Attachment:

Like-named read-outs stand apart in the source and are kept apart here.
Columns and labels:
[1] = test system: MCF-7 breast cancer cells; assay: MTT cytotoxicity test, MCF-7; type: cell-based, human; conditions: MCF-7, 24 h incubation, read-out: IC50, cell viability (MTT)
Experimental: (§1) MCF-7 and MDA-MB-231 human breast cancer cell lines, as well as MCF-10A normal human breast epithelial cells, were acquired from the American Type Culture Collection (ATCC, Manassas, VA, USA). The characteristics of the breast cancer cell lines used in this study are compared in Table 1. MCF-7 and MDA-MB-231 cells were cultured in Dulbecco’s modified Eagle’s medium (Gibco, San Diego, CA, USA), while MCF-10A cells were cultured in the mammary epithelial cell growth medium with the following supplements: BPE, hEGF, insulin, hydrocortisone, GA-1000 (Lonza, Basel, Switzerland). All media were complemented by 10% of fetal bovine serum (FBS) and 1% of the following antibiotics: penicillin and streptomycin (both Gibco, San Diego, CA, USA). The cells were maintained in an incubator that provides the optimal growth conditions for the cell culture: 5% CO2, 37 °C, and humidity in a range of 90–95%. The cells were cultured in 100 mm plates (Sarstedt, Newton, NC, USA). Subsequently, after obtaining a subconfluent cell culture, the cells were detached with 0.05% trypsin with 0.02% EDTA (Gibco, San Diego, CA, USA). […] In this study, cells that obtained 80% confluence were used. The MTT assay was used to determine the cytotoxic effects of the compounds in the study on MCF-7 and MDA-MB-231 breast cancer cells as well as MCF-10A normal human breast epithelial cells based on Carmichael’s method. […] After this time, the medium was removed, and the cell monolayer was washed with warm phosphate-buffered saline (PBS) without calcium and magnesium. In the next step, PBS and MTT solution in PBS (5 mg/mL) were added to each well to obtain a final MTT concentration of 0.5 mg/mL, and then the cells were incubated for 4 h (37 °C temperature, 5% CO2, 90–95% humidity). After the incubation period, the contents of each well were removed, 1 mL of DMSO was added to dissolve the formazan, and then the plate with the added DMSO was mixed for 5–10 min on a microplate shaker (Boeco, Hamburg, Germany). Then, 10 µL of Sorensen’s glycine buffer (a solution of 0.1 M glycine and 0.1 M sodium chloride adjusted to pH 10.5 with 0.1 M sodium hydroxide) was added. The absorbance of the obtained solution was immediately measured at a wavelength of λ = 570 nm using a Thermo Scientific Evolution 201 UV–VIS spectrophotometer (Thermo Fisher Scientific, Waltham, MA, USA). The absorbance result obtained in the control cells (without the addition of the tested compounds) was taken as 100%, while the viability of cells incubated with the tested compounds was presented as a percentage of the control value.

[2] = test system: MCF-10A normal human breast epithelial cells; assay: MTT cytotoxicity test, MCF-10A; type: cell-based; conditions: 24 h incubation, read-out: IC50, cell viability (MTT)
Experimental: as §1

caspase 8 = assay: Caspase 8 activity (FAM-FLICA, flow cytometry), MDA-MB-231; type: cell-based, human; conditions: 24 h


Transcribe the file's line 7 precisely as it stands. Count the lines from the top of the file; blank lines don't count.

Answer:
caspase 8 = assay: Caspase 8 activity (FAM-FLICA, flow cytometry), MDA-MB-231; type: cell-based, human; conditions: 24 h